The heavies of the state: Laurie Penny takes on police equipment

It's hard to see someone's humanity through a riot visor.

When Robert Peel established the Metropolitan Police in 1829, he insisted on a gentle approach to the growing unrest among the urban poor. Almost two centuries later, more and more British people are convinced that the police's role is to impose the government's austerity programme, by force if necessary. How did this happen?

At the height of the industrial revolution, Adam Smith advocated strict policing as a way to protect "wealth and abundance". Those of us from relatively well-off backgrounds can find this hard to grasp. As a well-spoken, middle-class white girl, I took 22 years to learn to fear the police in the streets. But, in November last year, everything changed. In the Whitehall kettle, as I watched armoured officers brutalise thousands of young protesters, the realisation that the police are there to protect the rich from the rabble hit home like a baton to the back of the neck.

There seems to be a direct correlation between public confidence in the police and public confidence in the economy. Now that the boom is over and the rage has resurged, so has the popular conviction that taking on the government puts innocent people at the pointy end of police brutality.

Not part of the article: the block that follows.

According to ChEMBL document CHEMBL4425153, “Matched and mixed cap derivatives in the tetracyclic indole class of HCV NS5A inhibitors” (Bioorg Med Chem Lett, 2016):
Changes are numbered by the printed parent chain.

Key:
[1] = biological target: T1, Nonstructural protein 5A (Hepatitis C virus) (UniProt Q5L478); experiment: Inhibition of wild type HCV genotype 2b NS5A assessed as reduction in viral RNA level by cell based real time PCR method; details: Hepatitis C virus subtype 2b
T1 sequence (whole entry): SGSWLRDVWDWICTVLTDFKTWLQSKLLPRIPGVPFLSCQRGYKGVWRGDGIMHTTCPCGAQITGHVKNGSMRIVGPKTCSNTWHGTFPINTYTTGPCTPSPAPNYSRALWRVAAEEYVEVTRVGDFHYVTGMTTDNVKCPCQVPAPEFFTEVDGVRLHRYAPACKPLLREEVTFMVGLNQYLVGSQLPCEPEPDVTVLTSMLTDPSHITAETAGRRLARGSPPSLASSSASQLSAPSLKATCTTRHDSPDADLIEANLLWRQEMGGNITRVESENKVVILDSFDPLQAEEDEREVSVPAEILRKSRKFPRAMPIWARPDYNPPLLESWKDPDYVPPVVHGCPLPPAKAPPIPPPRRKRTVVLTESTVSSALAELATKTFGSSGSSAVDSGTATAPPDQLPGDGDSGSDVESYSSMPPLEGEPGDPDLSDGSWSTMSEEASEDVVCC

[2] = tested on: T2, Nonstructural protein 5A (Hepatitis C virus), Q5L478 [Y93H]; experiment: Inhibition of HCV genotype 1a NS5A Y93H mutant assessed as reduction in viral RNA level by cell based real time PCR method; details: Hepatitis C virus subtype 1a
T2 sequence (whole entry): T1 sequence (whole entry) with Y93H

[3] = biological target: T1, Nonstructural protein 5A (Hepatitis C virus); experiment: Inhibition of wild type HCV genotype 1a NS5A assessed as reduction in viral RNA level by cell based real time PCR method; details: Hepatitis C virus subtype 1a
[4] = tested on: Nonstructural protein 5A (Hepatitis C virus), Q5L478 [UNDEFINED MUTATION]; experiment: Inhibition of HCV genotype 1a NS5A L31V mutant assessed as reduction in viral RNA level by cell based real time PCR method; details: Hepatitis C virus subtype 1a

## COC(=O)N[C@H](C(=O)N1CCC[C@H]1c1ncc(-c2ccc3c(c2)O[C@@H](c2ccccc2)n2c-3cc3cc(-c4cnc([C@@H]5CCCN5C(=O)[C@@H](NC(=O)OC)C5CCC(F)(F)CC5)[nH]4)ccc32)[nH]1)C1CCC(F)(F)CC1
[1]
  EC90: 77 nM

Consider the case of Smiley Culture, the reggae singer whose 1984 single "Police Officer" was a darkly comic take on routine harassment of young black men. On 15 March, Culture, born David Emmanuel, died from a single stab wound to the heart after a police raid on his home. An official investigation will no doubt return a verdict of no wrongdoing. So did the initial investigation into the death of Ian Tomlinson, even with viral video evidence of the newspaper seller being shoved to the ground by police.

Whatever the facts are in Smiley's death, there will be many who suspect that it was not suicide. Even the right-wing Metro newspaper, reporting the case, put the words "stabs himself" in inverted commas, the textual equivalent of raising one eyebrow suspiciously. The violent, premature death of a father of three is a tragedy. It is doubly tragic, however, that we now live in a state where, when a black artist dies during a police raid, some simply shrug and assume that the cops killed him.

Critical mass

Across the country, anti-cuts activists are making armour out of bits of cardboard. Trade unionists are learning to withstand baton blows because they expect to be beaten at the demonstration on 26 March. Anyone prepared to fight for justice in these difficult times has come to anticipate police violence and surveillance. Meanwhile, the sense that the cops do not stand with the people is discouraging many from supporting the upcoming police strikes.

This change has not come from the police. It has come from us. The police still provide a wall of bodies between the elite and the forces of civil unrest but the number of us on the wrong side of the riot lines is approaching a critical mass. Riot visors put a wall of smoked glass between the state and the people but individual constables always have a choice about where to stand.